Life doesn’t always go as you planned. I recently read the story of a man who deeply desired to be an artist but faced great opposition from his family and friends. As a child, he loved to draw but didn’t always have paper, so he would draw on everything he could find, like walls and his brothers’ school books. Once, he drew a pig on the side of the farm house with tar. (He got in trouble for that one.) When his aunt bought him a drawing book and drawing table, he decided that he wanted to be an artist when he grew up. But, his father adamantly opposed the idea. “I don’t want any boy of mine growing up to be an artist . . . Most artists end up starving to death,” he often said.
As a young man, he tried several jobs but could never let go of his dream to be an artist. Finally, he went to work for an advertising company drawing ads. Soon after, he was laid off. He decided to start his own advertising agency but things didn’t work out. He lost everything. He started another business doing film; it failed too. He thought cartoon animation was the perfect combination of film and art, so he started another business doing animation. But, when this third business failed, he was literally homeless. He had no money, no place to stay, and few friends. He was afraid to tell his father, because he didn’t want him to say, “I told you so.”
But, this young man refused to give up, even when everything he touched seemed doomed for failure. His dream to be a successful artist could not be suppressed. So, he borrowed some money and got on a train headed for California where he started a fourth business with his brother. His brother was good at managing money and he was good at creative ideas. Together they became the perfect team. He developed a cartoon character called “Mortimer Mouse” which saw limited success. Later, he decided to do a full length animated movie. A lot of people said it would never work – that people would not sit through an hour long cartoon. Fortunately, they were wrong. Snow White and the Seven Dwarfs became one of the most popular movies of all time.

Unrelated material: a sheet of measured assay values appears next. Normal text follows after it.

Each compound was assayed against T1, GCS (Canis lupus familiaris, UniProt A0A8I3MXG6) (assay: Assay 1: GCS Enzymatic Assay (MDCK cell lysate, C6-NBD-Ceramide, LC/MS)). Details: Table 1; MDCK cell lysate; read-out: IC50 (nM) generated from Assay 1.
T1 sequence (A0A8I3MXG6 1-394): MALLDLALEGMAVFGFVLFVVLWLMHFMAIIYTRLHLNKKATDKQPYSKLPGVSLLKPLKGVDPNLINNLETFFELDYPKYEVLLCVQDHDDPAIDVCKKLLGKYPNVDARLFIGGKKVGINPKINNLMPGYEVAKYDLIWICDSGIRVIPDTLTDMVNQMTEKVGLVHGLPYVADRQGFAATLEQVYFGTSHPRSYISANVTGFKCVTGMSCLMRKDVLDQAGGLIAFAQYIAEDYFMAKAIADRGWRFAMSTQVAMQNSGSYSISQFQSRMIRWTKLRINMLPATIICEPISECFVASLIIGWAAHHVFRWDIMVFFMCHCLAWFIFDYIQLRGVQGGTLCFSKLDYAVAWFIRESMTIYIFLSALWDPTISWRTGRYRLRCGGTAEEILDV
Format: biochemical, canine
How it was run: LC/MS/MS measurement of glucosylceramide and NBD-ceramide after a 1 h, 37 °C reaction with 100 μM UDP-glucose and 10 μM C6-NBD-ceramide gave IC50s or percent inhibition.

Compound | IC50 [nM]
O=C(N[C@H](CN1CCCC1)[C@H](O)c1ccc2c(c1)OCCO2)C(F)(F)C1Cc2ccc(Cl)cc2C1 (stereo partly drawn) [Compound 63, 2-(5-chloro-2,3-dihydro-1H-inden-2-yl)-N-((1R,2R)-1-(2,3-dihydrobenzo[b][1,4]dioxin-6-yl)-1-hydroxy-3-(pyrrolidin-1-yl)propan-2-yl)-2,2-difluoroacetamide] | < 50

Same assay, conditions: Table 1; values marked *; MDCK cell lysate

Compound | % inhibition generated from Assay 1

This, of course, is the story of Walt Disney. Several years later, he thought of the idea for a Magic Kingdom, a place where both parents and children could experience the magic of imagination. Many said he was crazy, even his brother and business partner said it would cost a fortune, but he raised the money and went forward. Disneyland opened July 18th 1955, and the rest is history.
Success Tip: “Get a good idea and stay with it. Dog it, and stay with it until it’s done right!” — Walt Disney